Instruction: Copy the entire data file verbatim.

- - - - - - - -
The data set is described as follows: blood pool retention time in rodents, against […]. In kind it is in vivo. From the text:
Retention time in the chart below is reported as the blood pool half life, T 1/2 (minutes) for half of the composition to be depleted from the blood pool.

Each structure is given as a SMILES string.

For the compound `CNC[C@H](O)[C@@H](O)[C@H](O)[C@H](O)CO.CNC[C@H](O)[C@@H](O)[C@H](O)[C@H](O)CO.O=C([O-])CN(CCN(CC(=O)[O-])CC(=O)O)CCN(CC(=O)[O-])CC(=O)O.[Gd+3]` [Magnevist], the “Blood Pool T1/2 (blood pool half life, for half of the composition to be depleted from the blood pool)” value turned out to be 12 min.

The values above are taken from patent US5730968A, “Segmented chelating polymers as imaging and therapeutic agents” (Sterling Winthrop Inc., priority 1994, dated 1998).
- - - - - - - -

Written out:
The data set is described as follows: blood pool retention time in rodents, against […]. In kind it is in vivo. From the text:
Retention time in the chart below is reported as the blood pool half life, T 1/2 (minutes) for half of the composition to be depleted from the blood pool.

Each structure is given as a SMILES string.

For the compound `CNC[C@H](O)[C@@H](O)[C@H](O)[C@H](O)CO.CNC[C@H](O)[C@@H](O)[C@H](O)[C@H](O)CO.O=C([O-])CN(CCN(CC(=O)[O-])CC(=O)O)CCN(CC(=O)[O-])CC(=O)O.[Gd+3]` [Magnevist], the “Blood Pool T1/2 (blood pool half life, for half of the composition to be depleted from the blood pool)” value turned out to be 12 min.

The values above are taken from patent US5730968A, “Segmented chelating polymers as imaging and therapeutic agents” (Sterling Winthrop Inc., priority 1994, dated 1998).